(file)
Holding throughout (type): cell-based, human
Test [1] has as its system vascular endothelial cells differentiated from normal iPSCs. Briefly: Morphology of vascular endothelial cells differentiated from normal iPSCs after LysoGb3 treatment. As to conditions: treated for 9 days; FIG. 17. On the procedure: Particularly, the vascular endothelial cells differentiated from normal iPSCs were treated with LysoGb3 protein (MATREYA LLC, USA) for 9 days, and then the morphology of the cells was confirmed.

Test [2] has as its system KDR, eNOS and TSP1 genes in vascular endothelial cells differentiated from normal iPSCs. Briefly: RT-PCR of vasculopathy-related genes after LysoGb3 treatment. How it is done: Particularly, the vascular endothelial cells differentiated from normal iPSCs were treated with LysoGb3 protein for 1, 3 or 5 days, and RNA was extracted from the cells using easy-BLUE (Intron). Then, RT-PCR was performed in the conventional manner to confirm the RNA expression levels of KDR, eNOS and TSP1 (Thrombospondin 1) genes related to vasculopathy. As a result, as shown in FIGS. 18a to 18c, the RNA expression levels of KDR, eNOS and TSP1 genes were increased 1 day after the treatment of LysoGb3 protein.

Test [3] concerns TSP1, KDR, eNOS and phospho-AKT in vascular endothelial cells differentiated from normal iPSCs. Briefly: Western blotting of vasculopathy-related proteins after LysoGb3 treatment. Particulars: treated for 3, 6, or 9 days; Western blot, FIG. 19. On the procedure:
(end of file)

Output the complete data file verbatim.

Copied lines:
Holding throughout (type): cell-based, human
Test [1] has as its system vascular endothelial cells differentiated from normal iPSCs. Briefly: Morphology of vascular endothelial cells differentiated from normal iPSCs after LysoGb3 treatment. As to conditions: treated for 9 days; FIG. 17. On the procedure: Particularly, the vascular endothelial cells differentiated from normal iPSCs were treated with LysoGb3 protein (MATREYA LLC, USA) for 9 days, and then the morphology of the cells was confirmed.

Test [2] has as its system KDR, eNOS and TSP1 genes in vascular endothelial cells differentiated from normal iPSCs. Briefly: RT-PCR of vasculopathy-related genes after LysoGb3 treatment. How it is done: Particularly, the vascular endothelial cells differentiated from normal iPSCs were treated with LysoGb3 protein for 1, 3 or 5 days, and RNA was extracted from the cells using easy-BLUE (Intron). Then, RT-PCR was performed in the conventional manner to confirm the RNA expression levels of KDR, eNOS and TSP1 (Thrombospondin 1) genes related to vasculopathy. As a result, as shown in FIGS. 18a to 18c, the RNA expression levels of KDR, eNOS and TSP1 genes were increased 1 day after the treatment of LysoGb3 protein.

Test [3] concerns TSP1, KDR, eNOS and phospho-AKT in vascular endothelial cells differentiated from normal iPSCs. Briefly: Western blotting of vasculopathy-related proteins after LysoGb3 treatment. Particulars: treated for 3, 6, or 9 days; Western blot, FIG. 19. On the procedure: